DOMESTIC WORKERS REFORM BILL PART 2

(Not authored by Nanny X)

Today, immigrants and other women of color still do a disproportionate share of paid domestic work for uncertain wages, little respect, and no security. Employers still tend to see their nannies and housekeepers as “help,” often refusing to hire on the books and insisting on paying in cash to avoid Social Security taxes. According to a 2008 survey of parents in Park Slope, Brooklyn, only 16 percent of employers filed Social Security taxes for their nannies, leaving them without Social Security, Medicare, and pensions. Housecleaners and caregivers simply remain far more at the mercy of their employers’ decency than other workers.
And decency only goes so far. One of Domestic Workers United’s members, Marina, was hired to care for a 13-year-old boy who was handicapped and wore diapers. Her boss paid her $2 an hour and told her to sleep in a basement where sewage overflowed. Marina cobbled together a cardboard walkway so she could pass between her bed and the door without trampling through feces. Her boss fired her without telling her why and made Marina leave the house the next day. As a Colombian immigrant with no family in the States, she had nowhere to go. 
With the help of Domestic Workers United and the National Employment Law Center, Marina sued her former employers, and after a four-year legal battle finally won back pay. Her story is especially bad, but all domestic workers can be fired without warning or reason. Live-in workers are often on-call day and night: According to Domestic Workers United, 45 percent of New York City’s live-in caregivers work for 60 or more hours a week. Their pay tends to be meager, usually below the minimum wage. The same survey reports that in New York City, an overwhelming majority of domestic workers are immigrants and 76 percent are not citizens. When live-in workers do have documentation, their employers may have secured the visas. Employers have been known to take passports and stop immigrant workers from leaving the house.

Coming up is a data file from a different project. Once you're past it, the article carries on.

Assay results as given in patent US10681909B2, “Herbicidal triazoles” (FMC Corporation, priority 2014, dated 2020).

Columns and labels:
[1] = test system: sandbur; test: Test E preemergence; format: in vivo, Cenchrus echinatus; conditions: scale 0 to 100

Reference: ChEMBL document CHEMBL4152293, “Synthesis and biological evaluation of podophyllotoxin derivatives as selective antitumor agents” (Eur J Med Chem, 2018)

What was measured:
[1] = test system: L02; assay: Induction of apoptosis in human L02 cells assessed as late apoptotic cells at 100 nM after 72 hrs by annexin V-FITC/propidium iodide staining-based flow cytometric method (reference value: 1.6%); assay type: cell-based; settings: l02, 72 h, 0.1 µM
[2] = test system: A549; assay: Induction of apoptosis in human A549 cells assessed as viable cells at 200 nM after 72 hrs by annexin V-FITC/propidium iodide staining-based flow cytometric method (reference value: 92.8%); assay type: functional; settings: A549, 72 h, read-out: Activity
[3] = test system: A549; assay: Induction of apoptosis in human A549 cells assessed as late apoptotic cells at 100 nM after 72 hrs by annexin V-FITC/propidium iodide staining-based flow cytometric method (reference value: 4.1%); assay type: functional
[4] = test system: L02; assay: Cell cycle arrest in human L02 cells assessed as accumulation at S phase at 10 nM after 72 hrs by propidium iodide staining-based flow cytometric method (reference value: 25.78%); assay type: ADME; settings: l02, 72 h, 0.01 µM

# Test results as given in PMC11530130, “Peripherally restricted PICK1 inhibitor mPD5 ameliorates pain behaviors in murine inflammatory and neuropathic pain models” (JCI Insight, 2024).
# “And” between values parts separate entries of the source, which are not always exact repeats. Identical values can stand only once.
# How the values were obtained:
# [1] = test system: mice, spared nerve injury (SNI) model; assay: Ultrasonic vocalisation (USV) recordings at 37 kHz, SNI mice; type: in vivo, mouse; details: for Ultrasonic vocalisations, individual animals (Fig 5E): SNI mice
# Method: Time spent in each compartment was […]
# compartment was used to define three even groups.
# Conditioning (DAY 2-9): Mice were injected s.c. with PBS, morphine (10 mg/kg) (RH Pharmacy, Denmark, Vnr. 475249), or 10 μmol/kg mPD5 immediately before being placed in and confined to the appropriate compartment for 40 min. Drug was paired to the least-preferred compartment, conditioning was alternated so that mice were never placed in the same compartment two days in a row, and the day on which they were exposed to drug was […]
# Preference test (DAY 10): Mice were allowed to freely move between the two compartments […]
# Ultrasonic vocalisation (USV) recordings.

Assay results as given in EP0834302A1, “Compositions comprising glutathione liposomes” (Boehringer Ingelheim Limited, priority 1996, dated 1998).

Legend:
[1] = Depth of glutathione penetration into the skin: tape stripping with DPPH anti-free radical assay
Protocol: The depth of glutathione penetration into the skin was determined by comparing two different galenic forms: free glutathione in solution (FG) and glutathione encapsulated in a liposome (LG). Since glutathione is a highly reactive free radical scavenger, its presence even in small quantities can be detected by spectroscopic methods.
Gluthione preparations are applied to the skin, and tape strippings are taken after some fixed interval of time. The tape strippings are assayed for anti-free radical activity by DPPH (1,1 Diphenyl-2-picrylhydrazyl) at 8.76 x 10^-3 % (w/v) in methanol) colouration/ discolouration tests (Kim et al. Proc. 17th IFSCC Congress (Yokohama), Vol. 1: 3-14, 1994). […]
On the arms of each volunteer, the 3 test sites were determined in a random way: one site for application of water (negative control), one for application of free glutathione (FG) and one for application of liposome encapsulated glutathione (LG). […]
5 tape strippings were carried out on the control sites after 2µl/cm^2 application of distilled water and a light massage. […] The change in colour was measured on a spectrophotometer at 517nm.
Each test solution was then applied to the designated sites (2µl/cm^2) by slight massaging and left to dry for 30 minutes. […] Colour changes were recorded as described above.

Let’s assume that most people aren’t going to put anybody in a feces-covered basement or take an employee’s passport. Hey, let’s assume that most employers are honest and kind. Even then, when a housekeeper or nanny negotiates with her boss, she does it alone. She doesn’t have co-workers, the law, a union, or any sort of prestige to lean on. Negotiations between a domestic worker and employer are based on personal expectations, not codes. 
I worked as a nanny in my early 20s. Sometimes my boss and I sprawled across her apartment’s hallway, absorbed in conversation and all but ignoring her 3-year-old daughter. My boss confided that she was ambivalent about motherhood. She felt guilty every morning she left her daughter to go to work, but she felt claustrophobic and resentful when she didn’t go. I listened to win her approval, which always felt just beyond my grasp. And I put up with an ever-fluctuating schedule. My boss would call last minute to rearrange my hours, and if I didn’t work, I didn’t get paid. 
I knew I should tell her that I needed a set salary and schedule, but I felt disposable and was afraid of confrontation. Despite myself, I liked this mother and knew she was struggling. Were my grievances unreasonable? I didn’t know. I wasn’t living hand-to-mouth or sending money to my family in Guatemala. I was a citizen, white and college-educated. And even so, because my only “contract” was a vague conversation during my interview—when I was my most agreeable, of course—I found it hard to stick up for myself.
It’s no mystery why immigrant nannies, housekeepers, and caregivers have trouble demanding fair working conditions. The Domestic Workers’ Bill of Rights would give them legitimacy and a code to rely on. And it would give guidance to employers who want to treat their employees fairly, but aren’t always sure how. Come on, New York, let’s leave the 1930s behind.